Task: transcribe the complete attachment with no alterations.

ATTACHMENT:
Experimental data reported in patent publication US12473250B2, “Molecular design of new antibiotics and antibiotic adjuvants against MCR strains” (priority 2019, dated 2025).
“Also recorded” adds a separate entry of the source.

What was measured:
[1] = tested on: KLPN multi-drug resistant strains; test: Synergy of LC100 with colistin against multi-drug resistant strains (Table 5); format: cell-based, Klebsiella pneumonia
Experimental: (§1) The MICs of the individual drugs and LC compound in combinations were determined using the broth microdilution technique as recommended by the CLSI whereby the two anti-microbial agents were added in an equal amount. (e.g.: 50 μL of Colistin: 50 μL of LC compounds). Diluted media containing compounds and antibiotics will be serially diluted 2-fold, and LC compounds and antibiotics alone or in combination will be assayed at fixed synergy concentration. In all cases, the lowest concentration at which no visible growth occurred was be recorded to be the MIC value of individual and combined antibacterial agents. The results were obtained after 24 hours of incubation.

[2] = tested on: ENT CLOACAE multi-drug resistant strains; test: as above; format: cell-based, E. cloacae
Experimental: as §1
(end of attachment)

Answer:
Experimental data reported in patent publication US12473250B2, “Molecular design of new antibiotics and antibiotic adjuvants against MCR strains” (priority 2019, dated 2025).
“Also recorded” adds a separate entry of the source.

What was measured:
[1] = tested on: KLPN multi-drug resistant strains; test: Synergy of LC100 with colistin against multi-drug resistant strains (Table 5); format: cell-based, Klebsiella pneumonia
Experimental: (§1) The MICs of the individual drugs and LC compound in combinations were determined using the broth microdilution technique as recommended by the CLSI whereby the two anti-microbial agents were added in an equal amount. (e.g.: 50 μL of Colistin: 50 μL of LC compounds). Diluted media containing compounds and antibiotics will be serially diluted 2-fold, and LC compounds and antibiotics alone or in combination will be assayed at fixed synergy concentration. In all cases, the lowest concentration at which no visible growth occurred was be recorded to be the MIC value of individual and combined antibacterial agents. The results were obtained after 24 hours of incubation.

[2] = tested on: ENT CLOACAE multi-drug resistant strains; test: as above; format: cell-based, E. cloacae
Experimental: as §1